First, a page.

International

Italy assisted suicide referendum blocked by constitutional court

Italy

The constitutional court in Italy has turned down a request to hold a referendum on assisted suicide and euthanasia in the country, on the grounds that it did not hold enough legal protections for the weak and vulnerable.

In October, assisted suicide proponents gave the Court a petition with over a million signatures asking for the right to hold a vote. The court has denied this request, saying that it “deemed the referendum question inadmissible,” because “the constitutionally necessary minimum protection of human life, in general, and with particular reference to weak and vulnerable persons, would not be preserved.”

Assisted suicide has recently been a hot topic in the country. The Constitutional Court partially decriminalized assisted suicide and euthanasia in 2019, saying that it should be up to a local ethics board and health departments to approve or deny each request. In November 2021, a local ethics board approved the assisted suicide of a 43-year-old man who was disabled, but not terminally ill.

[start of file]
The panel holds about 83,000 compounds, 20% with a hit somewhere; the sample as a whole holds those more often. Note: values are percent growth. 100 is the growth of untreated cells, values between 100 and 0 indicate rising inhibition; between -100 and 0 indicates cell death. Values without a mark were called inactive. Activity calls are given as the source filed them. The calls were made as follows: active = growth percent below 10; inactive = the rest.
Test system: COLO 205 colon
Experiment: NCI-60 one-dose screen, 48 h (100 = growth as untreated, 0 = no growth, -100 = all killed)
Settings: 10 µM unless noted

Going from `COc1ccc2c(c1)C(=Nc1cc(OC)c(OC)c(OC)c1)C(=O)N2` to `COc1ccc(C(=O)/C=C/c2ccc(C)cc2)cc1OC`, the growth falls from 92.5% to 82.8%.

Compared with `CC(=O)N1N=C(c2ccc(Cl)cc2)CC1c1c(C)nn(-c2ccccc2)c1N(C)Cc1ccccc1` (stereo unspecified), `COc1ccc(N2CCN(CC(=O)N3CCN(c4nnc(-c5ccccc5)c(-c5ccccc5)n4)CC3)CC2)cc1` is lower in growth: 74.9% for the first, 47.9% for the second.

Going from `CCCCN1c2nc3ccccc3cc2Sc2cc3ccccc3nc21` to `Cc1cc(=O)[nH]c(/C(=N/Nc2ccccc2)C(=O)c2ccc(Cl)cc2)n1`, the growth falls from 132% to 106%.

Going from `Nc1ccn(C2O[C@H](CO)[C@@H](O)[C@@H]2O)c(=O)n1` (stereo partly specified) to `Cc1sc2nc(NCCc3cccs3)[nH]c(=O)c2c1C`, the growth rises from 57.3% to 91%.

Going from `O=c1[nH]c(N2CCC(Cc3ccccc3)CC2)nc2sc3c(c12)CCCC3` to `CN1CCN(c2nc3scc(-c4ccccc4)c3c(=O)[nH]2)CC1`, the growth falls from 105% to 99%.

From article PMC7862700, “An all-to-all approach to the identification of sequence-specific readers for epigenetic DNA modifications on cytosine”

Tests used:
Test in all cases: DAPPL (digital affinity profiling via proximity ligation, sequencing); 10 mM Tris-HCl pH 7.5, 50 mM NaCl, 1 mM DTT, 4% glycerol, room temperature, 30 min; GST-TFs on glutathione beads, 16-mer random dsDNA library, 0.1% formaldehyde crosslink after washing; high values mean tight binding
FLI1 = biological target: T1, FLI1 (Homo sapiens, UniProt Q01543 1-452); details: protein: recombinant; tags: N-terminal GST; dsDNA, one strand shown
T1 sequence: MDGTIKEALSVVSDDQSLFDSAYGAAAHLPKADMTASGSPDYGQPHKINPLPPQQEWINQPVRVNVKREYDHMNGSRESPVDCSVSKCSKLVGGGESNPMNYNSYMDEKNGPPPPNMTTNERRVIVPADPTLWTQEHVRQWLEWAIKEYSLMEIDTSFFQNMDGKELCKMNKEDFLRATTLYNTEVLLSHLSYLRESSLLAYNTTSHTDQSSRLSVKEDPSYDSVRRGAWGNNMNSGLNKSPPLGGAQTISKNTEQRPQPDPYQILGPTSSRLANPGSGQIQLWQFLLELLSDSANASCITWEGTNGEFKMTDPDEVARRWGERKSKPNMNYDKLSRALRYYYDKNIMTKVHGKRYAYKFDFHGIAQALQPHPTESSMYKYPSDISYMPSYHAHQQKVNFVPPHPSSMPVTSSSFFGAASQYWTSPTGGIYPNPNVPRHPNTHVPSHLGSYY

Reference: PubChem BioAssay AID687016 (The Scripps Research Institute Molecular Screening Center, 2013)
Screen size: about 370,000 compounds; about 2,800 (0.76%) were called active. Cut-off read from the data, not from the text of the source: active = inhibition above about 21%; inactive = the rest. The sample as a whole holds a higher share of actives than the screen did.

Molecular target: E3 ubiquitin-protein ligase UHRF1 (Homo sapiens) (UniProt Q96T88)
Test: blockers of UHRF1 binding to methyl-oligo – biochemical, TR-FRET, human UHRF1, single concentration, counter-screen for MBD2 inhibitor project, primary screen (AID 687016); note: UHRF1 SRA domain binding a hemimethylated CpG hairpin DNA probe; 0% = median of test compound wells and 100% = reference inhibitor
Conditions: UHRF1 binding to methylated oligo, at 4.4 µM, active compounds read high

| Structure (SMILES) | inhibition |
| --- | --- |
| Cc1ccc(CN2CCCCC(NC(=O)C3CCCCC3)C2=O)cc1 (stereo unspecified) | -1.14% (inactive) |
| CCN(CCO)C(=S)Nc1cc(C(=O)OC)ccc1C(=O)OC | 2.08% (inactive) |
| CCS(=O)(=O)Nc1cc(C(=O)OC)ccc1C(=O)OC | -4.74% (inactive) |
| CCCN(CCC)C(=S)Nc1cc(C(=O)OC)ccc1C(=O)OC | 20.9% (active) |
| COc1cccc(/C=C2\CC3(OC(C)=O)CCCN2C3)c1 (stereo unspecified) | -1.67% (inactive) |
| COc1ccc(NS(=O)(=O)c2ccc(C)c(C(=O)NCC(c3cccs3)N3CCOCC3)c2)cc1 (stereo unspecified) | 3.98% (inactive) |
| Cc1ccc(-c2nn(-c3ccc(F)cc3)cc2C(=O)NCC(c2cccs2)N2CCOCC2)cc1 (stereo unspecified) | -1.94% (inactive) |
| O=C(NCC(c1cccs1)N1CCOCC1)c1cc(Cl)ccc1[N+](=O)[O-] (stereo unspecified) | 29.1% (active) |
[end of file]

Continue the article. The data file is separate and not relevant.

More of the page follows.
READ: Facing a demographic crisis, Italy approves incentives to have babies

Still, while the 2019 ruling decriminalized assisted death, Parliament has yet to make any laws legalizing the practice, though Parliament is currently considering that legislation. Pro-assisted death advocates had hoped to use the referendum to spur the legislative body to action. Marco Cappato, a leading advocate for assisted suicide, said the Court’s decision was “bad news for those who suffer and will have to (face) even longer unbearable suffering against their will.”

While assisted suicide advocates decry the ruling, it’s a reminder that better palliative care for the sick and suffering is necessary. The Catholic News Agency reported that the country’s Catholic bishops hailed the ruling, saying that it “is a very specific invitation to never marginalize the commitment of society, as a whole, to offer the support necessary to overcome or alleviate the situation of suffering or distress.” Pope Francis has also weighed in on the topic, reiterating that nations need to offer better palliative care, not assisted suicide for the sick and elderly.

“I would point out that the right to care and treatment for all must always be prioritized, so that the weakest, particularly the elderly and the sick, are never discarded,” he said earlier this month. “Indeed, life is a right, not death, which must be welcomed, not administered. And this ethical principle applies to everyone, not just Christians or believers.”

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